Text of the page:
Canoeing and kayaking are healthy and enjoyable


Few things are as satisfying as a good physical workout. Circuit training, cross fit, aerobics and weight training are all good examples of indoor activities that can build endurance, tone and maintain muscle mass, and increase strength and stamina. Outdoor activities such as running, team athletics and cycling can have equally beneficial results. Regardless of the sport or routine, physical fitness is always worth the effort.

One of the best and fastest growing outdoor sports for enjoyment and fitness is paddling. Whether canoeing or kayaking, the health benefits are immediate and the enjoyment is boundless. The watercraft are similar, but with individual design differences in size and usage. Kayaks are normally designed for a single paddler, although many tandem craft are available. The hulls either feature a sit-on-top or a wrap around design. Canoes typically are built for two persons, the larger ones sometimes for three. Smaller canoes are also available for those who prefer the openness of a canoe, but prefer to paddle alone.

As with any new sport, it is prudent to seek out some lessons or instruction before setting out. In addition, a personal flotation device is a must when paddling, not for safety alone but to ensure compliance with local statutes. It is also a good idea to take the first few voyages in a lake or very slow moving stream before moving on to swiftly flowing or narrow streams.

Once underway, either alone or paddling with a partner, it is easy to fall into a rhythmic pattern that is comfortable and refreshing. Although it appears that only the arms and shoulders are working, the natural act of paddling results in whole-body conditioning. The back, arm, shoulder and chest muscles act in concert, and the legs and torso flex with each stroke, applying pressure and torque with each rotation of the upper body.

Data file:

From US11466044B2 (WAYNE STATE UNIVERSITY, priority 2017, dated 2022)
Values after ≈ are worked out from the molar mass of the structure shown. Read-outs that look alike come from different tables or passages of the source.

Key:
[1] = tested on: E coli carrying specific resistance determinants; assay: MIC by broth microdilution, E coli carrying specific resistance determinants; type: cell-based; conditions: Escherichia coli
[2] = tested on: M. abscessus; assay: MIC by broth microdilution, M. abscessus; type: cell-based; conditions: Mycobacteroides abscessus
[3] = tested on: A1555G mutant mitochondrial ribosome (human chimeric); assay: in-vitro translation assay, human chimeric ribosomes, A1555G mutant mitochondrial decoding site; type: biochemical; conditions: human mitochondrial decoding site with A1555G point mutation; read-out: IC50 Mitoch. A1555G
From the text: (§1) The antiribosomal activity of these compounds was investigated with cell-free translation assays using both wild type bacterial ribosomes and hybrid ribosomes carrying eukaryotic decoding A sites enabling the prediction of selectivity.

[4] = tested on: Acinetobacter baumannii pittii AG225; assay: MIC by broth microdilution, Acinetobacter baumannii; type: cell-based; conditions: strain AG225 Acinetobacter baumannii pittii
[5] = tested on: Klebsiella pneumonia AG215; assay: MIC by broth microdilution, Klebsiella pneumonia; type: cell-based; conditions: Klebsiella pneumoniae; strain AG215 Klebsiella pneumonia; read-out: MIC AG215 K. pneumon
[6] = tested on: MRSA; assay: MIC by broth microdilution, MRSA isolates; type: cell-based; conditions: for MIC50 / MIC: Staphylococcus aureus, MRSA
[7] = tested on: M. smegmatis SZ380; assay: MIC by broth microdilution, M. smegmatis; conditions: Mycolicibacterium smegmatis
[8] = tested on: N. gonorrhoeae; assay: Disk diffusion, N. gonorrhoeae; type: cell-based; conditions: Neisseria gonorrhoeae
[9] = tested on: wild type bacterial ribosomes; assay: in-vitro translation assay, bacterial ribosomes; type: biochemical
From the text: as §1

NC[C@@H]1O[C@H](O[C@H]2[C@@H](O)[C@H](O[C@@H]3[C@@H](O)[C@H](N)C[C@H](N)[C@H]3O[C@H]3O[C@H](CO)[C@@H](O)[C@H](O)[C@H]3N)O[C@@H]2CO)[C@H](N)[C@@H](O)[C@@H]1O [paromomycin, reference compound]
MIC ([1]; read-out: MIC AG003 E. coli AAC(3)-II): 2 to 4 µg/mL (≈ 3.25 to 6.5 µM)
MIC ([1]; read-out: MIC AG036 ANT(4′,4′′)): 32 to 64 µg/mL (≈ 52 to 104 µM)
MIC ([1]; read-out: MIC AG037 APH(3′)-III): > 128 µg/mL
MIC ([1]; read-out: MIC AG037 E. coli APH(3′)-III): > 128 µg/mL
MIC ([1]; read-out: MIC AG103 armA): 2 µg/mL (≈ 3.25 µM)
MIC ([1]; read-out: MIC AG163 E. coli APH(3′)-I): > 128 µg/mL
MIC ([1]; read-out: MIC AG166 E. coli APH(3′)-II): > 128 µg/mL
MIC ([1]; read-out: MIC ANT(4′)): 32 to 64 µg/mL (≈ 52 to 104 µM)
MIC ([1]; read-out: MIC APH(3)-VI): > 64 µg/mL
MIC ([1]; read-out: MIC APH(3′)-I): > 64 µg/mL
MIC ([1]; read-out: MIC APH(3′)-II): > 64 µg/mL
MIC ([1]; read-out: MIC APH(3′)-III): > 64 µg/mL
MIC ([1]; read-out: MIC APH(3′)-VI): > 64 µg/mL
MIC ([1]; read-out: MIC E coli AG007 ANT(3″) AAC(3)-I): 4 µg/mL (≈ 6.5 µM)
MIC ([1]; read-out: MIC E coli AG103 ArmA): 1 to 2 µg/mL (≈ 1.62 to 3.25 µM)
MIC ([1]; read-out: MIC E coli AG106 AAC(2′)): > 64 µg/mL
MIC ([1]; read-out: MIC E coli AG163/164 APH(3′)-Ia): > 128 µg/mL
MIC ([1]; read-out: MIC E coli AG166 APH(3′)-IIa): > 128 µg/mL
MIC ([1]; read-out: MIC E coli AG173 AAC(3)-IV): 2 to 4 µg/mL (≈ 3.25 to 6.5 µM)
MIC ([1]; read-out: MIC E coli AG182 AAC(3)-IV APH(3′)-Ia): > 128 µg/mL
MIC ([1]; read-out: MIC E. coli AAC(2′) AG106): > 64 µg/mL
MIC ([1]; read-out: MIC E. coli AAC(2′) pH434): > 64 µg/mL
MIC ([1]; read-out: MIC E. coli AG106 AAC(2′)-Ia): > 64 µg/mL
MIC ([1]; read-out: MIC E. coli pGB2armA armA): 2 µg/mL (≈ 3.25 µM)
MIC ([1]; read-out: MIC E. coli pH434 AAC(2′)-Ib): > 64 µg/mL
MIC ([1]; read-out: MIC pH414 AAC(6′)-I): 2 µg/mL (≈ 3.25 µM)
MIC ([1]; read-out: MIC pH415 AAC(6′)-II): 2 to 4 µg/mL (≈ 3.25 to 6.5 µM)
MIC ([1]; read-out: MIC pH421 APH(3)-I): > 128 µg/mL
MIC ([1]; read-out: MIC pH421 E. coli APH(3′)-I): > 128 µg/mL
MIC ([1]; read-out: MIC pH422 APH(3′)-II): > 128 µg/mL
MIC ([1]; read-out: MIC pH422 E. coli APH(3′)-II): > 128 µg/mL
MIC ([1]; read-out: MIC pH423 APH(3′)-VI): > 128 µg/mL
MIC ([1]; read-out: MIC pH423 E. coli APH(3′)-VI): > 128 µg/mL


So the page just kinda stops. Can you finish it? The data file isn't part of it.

By varying the length and frequency of each stroke, the workout can be as invigorating or as relaxing as the paddler desires. Elevated heart rate and increasingly deep and rapid breathing are good for the cardiovascular system, and accrue whole body benefits. Since the paddle is pulling through water, and not against static weight, the risk of injury is slight compared to other workout routines.

Strength and conditioning, while important results of canoeing and kayaking, are not the only health benefits of the sport. Many studies have demonstrated the healthful benefits of time spent outdoors, enjoying fresh air and the natural world. The experience has a calming effect which is measurable, and is associated with lowering blood pressure, stress levels and anxiety. Many paddlers venture out alone, and can enter a meditative state which is enhanced by the rhythm of the paddle, the silence of the water and the steady physical exertion.

Compared to many sports, canoeing and kayaking are inexpensive. Aside from the initial expense of craft, life preserver and paddles, all one needs is access to a body of water. Transport is made simple with a roof rack, and a favorite pet can even be invited along as a companion.


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